Skip to main content

White House Lawyer: Trump Election Plot Was 'A Murder-Suicide Pact'

Trump's White House counsel called his plan to overturn the 2020 election a "murder-suicide pact," according to a new Senate Judiciary Committee report on Trump's election subversion efforts.

Donald Trump by Gage Skidmore is licensed under CC BY-SA 2.0

Days before he left office, President Donald Trump was weighing a last-ditch effort to force the Justice Department to do his bidding and overturn the 2020 election results. He almost went through with it but was talked off the ledge when his White House counsel called it a "murder-suicide pact," and he and his deputy threatened to resign.

That's according to a 394-page report from the Senate Judiciary Committee detailing Trump's myriad efforts to take back the White House after losing the election to Joe Biden.

Parts of Trump's plan were previously reported by The New York Times, but the Senate's is the first congressional report to document it in detail. It's also the first to reveal then-White House counsel Pat Cipollone's response and the lengths to which he and his deputy Patrick Philbin were prepared to go to stop Trump.

The president's scheme to nullify the election results hinged on ousting the acting attorney general, Jeffrey Rosen, and replacing him with a loyalist, Jeffrey Clark. At the time, Clark was running the department's civil division and was a key supporter of Trump's crusade to force battleground states to decertify Biden's win.

In addition to appointing Clark as acting attorney general, Trump wanted to send a letter drafted by Clark to the "relevant" battleground states informing them that the DOJ had found election irregularities in those states and asking them to consider appointing a new slate of electors.

Trump's plan floored senior White House and DOJ officials, who during a January 3 Oval Office meeting threatened to resign en masse if he went through with it. Cipollone and Philbin attended the meeting, as did Clark, Rosen, his deputy Richard Donoghue, and Steven Engel, the assistant attorney general for the Office of Legal Counsel. Rosen also told the committee that Eric Herschmann, a senior advisor to Trump, was at the meeting.

According to the report, Donoghue and Engel warned Trump that if he went through with his plan, all the assistant attorneys general across the DOJ would resign. That would only be the beginning, they said.

Donoghue told Trump that US attorneys and other DOJ officials may also quit, the report said. Donoghue also told the committee that Cipollone and Philbin pushed back hard on Trump's proposal, with Cipollone calling Clark's letter a "murder-suicide pact," while he and Philbin "indicated that they would also resign," according to the report.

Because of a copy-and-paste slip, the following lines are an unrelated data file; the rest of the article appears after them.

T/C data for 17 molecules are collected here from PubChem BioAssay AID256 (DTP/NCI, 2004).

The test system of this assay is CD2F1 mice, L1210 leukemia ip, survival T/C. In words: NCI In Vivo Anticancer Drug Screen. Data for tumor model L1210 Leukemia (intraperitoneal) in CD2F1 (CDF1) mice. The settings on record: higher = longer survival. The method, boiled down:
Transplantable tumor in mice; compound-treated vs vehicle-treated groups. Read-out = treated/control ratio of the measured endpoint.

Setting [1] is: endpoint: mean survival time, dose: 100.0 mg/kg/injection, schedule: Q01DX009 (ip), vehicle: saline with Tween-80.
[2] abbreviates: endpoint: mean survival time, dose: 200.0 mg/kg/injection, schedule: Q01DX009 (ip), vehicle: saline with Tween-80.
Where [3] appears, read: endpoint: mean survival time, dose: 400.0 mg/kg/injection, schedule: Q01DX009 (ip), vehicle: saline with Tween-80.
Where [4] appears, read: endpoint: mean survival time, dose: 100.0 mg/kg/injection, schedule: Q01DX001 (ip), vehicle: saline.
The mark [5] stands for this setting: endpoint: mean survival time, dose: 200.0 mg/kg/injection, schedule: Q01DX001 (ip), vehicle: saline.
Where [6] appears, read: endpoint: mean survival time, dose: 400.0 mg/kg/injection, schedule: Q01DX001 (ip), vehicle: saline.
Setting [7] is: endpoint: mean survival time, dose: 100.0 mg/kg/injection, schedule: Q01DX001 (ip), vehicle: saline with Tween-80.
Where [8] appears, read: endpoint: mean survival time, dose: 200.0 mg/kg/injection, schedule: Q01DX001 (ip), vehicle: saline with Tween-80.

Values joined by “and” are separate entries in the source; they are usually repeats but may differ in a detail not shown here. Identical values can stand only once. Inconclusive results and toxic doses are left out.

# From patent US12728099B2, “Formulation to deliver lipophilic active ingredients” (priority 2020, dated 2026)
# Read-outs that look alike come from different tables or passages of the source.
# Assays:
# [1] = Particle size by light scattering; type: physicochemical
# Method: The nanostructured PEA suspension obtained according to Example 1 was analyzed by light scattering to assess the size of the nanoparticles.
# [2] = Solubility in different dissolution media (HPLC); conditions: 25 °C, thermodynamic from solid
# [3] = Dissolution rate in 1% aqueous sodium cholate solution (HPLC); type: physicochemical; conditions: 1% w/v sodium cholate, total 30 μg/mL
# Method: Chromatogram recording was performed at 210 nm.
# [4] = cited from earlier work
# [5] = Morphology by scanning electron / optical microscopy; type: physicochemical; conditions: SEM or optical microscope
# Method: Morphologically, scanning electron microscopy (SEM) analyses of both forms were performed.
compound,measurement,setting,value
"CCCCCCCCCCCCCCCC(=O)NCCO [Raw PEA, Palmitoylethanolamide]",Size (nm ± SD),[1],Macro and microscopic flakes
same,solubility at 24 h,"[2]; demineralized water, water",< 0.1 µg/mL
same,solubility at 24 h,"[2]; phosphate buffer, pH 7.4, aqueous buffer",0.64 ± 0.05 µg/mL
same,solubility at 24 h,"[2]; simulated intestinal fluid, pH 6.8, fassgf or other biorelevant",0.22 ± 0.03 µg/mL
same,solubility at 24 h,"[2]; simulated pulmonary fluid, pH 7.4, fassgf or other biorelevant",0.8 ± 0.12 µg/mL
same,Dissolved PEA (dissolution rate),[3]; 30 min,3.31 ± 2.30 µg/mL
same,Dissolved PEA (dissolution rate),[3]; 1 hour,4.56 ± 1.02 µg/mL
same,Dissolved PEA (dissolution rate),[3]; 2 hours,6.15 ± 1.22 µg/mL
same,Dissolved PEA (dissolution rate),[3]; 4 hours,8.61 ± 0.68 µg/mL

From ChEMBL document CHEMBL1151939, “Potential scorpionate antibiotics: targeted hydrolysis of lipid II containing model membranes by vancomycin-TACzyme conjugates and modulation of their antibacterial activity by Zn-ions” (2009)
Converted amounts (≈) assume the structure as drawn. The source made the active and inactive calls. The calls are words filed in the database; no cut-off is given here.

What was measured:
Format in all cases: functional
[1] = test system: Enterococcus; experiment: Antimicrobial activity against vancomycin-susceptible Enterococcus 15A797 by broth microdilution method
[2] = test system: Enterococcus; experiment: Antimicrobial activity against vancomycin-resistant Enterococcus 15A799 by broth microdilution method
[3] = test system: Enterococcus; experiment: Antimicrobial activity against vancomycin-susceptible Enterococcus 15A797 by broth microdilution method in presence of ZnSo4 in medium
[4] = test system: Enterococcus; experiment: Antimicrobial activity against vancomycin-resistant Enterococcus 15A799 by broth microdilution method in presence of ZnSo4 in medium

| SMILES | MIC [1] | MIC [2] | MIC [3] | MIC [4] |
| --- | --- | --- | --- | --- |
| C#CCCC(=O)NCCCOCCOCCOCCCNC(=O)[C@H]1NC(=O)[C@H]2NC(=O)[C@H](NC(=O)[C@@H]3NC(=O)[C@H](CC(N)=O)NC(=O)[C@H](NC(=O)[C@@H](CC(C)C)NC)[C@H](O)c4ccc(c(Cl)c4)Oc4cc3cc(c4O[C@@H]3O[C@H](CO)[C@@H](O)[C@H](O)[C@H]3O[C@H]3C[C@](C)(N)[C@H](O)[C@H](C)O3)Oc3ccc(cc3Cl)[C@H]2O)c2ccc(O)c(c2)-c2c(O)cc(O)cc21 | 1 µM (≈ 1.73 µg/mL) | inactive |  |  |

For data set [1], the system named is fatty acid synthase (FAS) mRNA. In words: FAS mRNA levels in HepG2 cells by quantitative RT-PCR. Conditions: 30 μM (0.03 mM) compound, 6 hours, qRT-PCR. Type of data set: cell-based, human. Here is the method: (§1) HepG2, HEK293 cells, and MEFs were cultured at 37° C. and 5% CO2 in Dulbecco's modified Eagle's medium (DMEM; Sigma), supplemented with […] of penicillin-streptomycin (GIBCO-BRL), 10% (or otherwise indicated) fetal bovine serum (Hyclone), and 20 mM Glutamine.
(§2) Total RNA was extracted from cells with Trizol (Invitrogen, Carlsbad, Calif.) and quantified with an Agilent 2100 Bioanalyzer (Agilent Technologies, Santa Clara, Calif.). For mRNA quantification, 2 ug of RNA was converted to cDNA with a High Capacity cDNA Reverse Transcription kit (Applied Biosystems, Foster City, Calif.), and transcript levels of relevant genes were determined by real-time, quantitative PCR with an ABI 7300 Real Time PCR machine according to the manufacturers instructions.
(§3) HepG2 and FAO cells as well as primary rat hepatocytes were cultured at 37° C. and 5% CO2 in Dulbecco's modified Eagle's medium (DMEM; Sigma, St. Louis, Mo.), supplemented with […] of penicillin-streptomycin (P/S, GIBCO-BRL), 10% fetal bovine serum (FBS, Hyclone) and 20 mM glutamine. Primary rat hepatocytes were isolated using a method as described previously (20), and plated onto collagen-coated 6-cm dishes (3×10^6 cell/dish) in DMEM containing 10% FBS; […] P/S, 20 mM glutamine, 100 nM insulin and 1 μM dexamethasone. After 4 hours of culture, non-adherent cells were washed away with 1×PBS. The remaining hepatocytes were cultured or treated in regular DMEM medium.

It was a remarkable turn of events for Cipollone and Philbin who only one year earlier had defended Trump in his first high-stakes impeachment trial over his efforts to strongarm the Ukrainian government into launching politically motivated investigations into the Bidens.

If you like this article, please sign up for Snapshot, Portside's daily summary.

(One summary e-mail a day, you can change anytime, and Portside is always free.)

Donoghue went on to tell the committee that Trump didn't back off of the plan until very late in the conversation. The report said that after a few hours of "radio silence," Rosen's chief of staff Patrick Hovakimian emailed DOJ leadership saying he only had "limited visibility" into the situation, "but it sounds like Rosen and the cause of justice won." Hovakimian's email was also featured in a trove of documents the House Oversight Committee released earlier this year.

John Demers, then the assistant attorney general for national security, replied, "Amazing," per the report and emails released by the oversight panel.

Rosen, Engel, Cipollone, and Philbin did not immediately respond to Insider's requests for comment, and representatives for Clark also did not immediately respond to a request for comment. Donoghue could not immediately be reached for comment.

Sonam Sheth is a political correspondent who covers national security, law enforcement, and the 2020 election. She has interviewed former national security adviser John Bolton, Michigan Gov. Gretchen Whitmer, the special counsel Robert Mueller's top prosecutor Andrew Weissmann, Mueller's star witness Rick Gates, and former CIA director John Brennan. Email. Twitter.

Subscribe to Business Insider.